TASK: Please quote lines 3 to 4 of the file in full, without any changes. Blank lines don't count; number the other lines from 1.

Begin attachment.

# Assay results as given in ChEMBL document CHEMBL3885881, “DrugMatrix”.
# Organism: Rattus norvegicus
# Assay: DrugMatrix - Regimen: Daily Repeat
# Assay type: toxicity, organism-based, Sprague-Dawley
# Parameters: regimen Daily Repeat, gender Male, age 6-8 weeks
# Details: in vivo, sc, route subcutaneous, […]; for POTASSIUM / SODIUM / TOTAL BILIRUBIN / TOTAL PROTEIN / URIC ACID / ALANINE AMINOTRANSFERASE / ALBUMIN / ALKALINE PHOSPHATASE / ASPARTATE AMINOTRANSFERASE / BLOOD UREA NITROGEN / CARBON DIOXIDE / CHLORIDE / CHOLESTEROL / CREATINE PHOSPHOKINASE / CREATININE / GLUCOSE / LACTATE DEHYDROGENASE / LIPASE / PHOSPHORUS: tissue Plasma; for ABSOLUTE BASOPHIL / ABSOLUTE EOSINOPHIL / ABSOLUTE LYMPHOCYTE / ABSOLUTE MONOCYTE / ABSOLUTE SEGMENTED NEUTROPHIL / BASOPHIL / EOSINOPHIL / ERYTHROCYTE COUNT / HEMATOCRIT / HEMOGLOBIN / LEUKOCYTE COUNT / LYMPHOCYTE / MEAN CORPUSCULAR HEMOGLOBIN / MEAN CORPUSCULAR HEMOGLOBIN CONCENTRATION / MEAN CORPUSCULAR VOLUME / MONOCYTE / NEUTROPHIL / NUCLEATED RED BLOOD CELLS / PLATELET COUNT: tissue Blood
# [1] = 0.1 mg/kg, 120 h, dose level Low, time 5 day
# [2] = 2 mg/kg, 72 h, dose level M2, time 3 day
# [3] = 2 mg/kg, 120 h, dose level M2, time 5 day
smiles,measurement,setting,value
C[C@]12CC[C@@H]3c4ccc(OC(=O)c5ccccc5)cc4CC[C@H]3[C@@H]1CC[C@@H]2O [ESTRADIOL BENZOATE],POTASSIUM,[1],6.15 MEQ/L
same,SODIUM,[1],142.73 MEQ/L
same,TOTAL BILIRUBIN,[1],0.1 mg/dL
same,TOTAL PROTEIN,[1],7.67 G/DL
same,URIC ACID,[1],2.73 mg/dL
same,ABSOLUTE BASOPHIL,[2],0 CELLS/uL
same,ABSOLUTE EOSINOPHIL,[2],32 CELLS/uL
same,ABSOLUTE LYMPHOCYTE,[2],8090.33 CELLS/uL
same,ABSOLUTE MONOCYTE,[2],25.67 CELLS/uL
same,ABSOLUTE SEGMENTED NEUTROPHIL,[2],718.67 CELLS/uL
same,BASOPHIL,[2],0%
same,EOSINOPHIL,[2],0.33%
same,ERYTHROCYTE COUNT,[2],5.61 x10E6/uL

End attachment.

# Assay: DrugMatrix - Regimen: Daily Repeat
# Assay type: toxicity, organism-based, Sprague-Dawley